Both thick and thin blood films should be prepared on admission of the patient (clinic, emergency room, in-house), and at least 300 oil immersion fields should be examined on the thick and thin films before a negative report is issued.  Since one set of negative films will not rule out babesiosis, additional blood specimens should be examined over a 36 h time frame.  Although Giemsa stain is usually recommended for all parasitic blood work; the organisms can also be seen with other blood stains such as Wright’s stain, Wright/Giemsa combination stain, and the rapid blood stains.  Blood collected with EDTA anticoagulant is recommended.  Also, it is important to remember that the proper ratio between blood and anticoagulant is necessary for good organism morphology.
            Potential diagnostic problems with use of automated differential instruments have been reported. A case of babesiosis and two cases of malaria were completely missed when blood smears were examined by these methods. The number of fields scanned by a technologist on instrument‑read smears is quite low; thus, a light parasitemia will almost surely be missed. Failure to make the diagnosis resulted in delayed therapy for a number of days. Although these instruments are not designed to detect intracellular blood parasites, routine use of the automated systems may pose serious diagnostic problems, particularly if the suspect diagnosis is not conveyed to the laboratory.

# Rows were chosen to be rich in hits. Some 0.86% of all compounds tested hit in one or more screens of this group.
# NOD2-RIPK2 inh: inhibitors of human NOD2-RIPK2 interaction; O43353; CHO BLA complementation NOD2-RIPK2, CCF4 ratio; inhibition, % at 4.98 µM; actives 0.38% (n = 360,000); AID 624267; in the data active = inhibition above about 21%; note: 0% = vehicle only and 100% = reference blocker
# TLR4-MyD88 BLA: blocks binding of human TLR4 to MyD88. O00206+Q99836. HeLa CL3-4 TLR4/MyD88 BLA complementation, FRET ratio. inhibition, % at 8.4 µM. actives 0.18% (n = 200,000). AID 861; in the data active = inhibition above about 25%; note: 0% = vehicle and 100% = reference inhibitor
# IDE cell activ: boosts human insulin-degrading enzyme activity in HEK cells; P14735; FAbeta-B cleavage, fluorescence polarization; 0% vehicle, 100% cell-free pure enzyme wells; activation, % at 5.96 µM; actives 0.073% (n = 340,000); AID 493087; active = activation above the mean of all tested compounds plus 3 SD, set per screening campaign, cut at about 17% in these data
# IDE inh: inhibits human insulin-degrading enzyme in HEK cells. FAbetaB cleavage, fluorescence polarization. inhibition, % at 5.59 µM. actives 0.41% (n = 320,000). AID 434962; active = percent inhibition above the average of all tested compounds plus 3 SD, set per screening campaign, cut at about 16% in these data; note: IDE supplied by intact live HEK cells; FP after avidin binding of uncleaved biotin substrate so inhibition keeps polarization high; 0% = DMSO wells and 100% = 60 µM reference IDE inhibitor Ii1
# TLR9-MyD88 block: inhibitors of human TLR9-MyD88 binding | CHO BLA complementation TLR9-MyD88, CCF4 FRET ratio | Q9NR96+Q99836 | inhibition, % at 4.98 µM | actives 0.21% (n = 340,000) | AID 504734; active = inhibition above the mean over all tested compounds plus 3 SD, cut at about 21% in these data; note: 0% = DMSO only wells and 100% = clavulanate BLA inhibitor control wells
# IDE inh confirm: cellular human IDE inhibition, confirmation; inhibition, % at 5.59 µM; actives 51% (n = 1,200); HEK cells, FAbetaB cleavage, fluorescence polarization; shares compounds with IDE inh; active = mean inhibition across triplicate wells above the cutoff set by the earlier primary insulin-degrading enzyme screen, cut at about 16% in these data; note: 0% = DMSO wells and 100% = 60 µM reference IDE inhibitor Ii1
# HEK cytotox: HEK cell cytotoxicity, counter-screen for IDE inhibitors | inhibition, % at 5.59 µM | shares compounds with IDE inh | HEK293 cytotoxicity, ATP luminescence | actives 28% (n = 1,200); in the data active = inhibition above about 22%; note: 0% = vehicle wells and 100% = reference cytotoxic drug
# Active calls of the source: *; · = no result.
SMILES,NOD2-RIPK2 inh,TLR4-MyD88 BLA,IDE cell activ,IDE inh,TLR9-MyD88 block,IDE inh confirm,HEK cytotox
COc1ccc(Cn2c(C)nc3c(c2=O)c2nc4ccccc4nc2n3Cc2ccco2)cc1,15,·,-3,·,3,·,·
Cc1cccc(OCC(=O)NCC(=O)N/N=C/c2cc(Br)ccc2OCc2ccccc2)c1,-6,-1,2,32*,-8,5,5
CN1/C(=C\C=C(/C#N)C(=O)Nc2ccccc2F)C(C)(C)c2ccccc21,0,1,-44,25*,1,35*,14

Note: Most documented human cases have a low parasitemia; thus, both thick and thin blood films stained with any of the blood stains must be examined.
Unusual parasites may be detectable by blood film examination, but not by serologic or molecular testing for B. microti or WA1-type parasites.  This is important to remember, since new organisms similar to, but not identical to, a number of the well-known Babesia spp. may be identified in patients in different parts of the world.  Without the manual examination of blood films, these organisms may be missed.  Note:  The third documented transfusion case caused by B. duncani underscores the fact that babesiosis can be caused by agents not detected by molecular or serologic analyses for B. microti.

Organism Description:
Babesia spp. ring forms resemble the early trophozoite (ring) forms of malarial parasites, particularly P. falciparum. The organisms measure 1.0 to 5.0 µm, the RBCs are not enlarged or pale, and the cells do not contain stippling. Malarial pigment is never seen. The early form contains very little cytoplasm and has a very small nucleus. In mature forms, two or more chromatin dots may be seen. Occasionally a tetrad formation, referred to as a Maltese cross, may be seen.

Laboratory Report:
A number of reports can be relevant – remember to add the appropriate report comments.
Report 1:  No Parasites Seen:  The submission of a single blood specimen will not rule out malaria; submit additional bloods every 4-6 hours for 3 days if malaria remains a consideration.
Report 2Plasmodium spp. Seen:  Unable to rule out Plasmodium falciparum or Plasmodium knowlesi
Report 3Plasmodium spp., possible mixed infection:  Unable to rule out Plasmodium falciparum or Plasmodium knowlesi
Report 4:  Babesia spp. forms seen: Unable to identify to the species level.
Report 5:  Negative for parasites using automated hematology instruments.  Automated Hematology instruments will not detect low parasitemias seen in immunologically naïve patients (travelers)

Treatment: 
Garcia, L.S. 2007.  Diagnostic Medical Parasitology, 5th ed., ASM Press, Washington, D.C.

Control:
Improved tick control; no use of shared needles, checking blood supply